Now Showing in Our Schoolroom Gallery
Bringing Down the Boss: Thomas Nast Takes on Tweed and Tammany Hall
July 15, 2018-January 2019
Includes children’s exhibition, To Catch a Thief.
Thomas Nast (1840-1902) carried out a relentless campaign against the corruption of the Tammany Ring of New York beginning in 1871. Nast focused on William Magear Tweed (1823-1878), boss of New York City’s Tammany Hall, who had worked his way up from ward politician to become the top power broker in the city and state of New York. As head of the city’s Commission of Public Works, Boss Tweed handed out lucrative contracts to his cronies who then “kicked back” money to the Ring. Tweed defrauded the City of New York of millions dollars from 1865-1871, emptied the treasury and added millions of dollars to the public debt. Appointing his Tammany Hall associates to key public offices, Tweed kept his fraudulent activities quiet… for a time.
Nast was barely 30 years old when he learned of the Tammany Ring’s activities. The young, idealistic cartoonist attacked the corruption through vivid caricatures of Boss Tweed and members of the Ring. Nast’s cartoons enraged Tweed. Most of his constituents could not read the damning published reports, but they could see “them damn pictures!”
In 1873, the New-York Times reported that Tweed’s cronies tried to bribe Nast to stop him from publishing, offering him money to “go to Europe for three years for his health”. Nast laughingly turned down the offer, but the very real threats resulted in Nast’s move to Macculloch Avenue in Morristown to insure his family’s safety. Ultimately all the members of the Ring were tried, but Tweed escaped to Cuba and Spain, where he was recognized because of a Nast cartoon. Tweed was extradited to the United States and imprisoned. He died in the Ludlow Street Jail in New York City in 1878.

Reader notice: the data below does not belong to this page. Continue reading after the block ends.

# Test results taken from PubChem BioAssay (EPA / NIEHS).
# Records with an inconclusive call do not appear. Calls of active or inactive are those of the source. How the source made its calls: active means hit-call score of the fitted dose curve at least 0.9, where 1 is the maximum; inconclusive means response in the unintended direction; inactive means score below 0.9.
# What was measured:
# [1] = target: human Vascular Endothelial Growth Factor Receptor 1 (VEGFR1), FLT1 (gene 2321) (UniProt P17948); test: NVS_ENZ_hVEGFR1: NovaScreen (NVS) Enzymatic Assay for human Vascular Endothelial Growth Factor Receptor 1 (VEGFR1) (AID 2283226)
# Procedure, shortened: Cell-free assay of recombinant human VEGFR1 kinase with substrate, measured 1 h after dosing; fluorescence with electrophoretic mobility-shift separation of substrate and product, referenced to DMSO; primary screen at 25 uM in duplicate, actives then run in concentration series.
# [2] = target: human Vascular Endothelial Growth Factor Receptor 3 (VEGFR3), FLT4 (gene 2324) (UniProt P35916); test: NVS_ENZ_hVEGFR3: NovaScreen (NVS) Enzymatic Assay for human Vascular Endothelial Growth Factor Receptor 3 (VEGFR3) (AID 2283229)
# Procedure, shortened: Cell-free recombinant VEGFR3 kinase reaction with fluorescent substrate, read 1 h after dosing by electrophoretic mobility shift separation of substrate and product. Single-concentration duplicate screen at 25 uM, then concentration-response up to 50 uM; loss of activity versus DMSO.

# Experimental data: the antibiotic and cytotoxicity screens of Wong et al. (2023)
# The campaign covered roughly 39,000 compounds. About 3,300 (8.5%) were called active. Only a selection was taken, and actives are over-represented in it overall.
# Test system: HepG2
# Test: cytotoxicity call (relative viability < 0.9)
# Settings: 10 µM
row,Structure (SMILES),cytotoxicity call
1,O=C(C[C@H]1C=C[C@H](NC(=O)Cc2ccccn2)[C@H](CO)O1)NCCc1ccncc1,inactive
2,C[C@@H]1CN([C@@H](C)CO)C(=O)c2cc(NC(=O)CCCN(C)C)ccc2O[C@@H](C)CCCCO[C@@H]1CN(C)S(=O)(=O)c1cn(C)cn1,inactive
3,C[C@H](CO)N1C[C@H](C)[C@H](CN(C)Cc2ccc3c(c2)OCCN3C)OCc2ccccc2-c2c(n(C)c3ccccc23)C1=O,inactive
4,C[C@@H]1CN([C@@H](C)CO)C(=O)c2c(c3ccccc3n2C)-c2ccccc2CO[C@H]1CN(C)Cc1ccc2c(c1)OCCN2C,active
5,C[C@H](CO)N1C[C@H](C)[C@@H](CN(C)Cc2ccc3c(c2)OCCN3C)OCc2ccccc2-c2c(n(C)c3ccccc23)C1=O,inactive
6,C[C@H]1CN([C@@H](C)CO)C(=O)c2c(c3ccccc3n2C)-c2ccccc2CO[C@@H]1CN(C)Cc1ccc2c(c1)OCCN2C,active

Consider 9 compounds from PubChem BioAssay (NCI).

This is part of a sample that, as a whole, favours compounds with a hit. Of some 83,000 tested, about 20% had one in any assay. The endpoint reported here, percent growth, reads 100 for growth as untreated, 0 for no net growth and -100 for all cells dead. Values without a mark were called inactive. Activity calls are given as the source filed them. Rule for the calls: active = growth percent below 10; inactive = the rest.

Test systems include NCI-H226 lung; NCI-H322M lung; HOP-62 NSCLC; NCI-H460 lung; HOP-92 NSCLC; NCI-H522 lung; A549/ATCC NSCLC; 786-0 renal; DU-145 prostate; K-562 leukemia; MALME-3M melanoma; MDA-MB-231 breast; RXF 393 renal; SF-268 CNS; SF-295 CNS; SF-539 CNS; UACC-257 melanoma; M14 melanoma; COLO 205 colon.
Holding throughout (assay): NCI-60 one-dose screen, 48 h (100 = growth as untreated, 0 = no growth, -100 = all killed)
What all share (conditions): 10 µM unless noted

Now Showing in Our Upstairs Gallery
Thomas Nast’s Santa Claus Through the Years
November 2018-January 24, 2018
Though famous for his political cartoons, Thomas Nast (1840-1902) was most proud of the popularized image of Santa Claus that he created. In 1863, Nast published his first image of Santa Claus in Harper’s Weekly and he drew the jolly old elf for the publication almost every Christmas season for more than 20 years. Nast continued to create images of Santa for other publications and for his family throughout his lifetime. Some of his images of Santa were political cartoons while others were festive and celebratory seasonal images of the jolly old elf. Sometimes Nast drew Santa as small and elf-like, while at other times the artist drew the grand figure that we know and love today.
Nast was inspired by the famous poem A Visit from Saint Nicholas, more popularly known as ‘Twas The Night Before Christmas, written by Clement Clarke Moore in 1822. Elements from Moore’s poem are illustrated in many of Nast’s Christmas drawings. Nast’s image of Santa Claus as a jolly, round-bellied, white-bearded, gnome-like figure immediately captured the imagination of both children and adults throughout the United States and eventually the world and they continue to delight audiences to this day.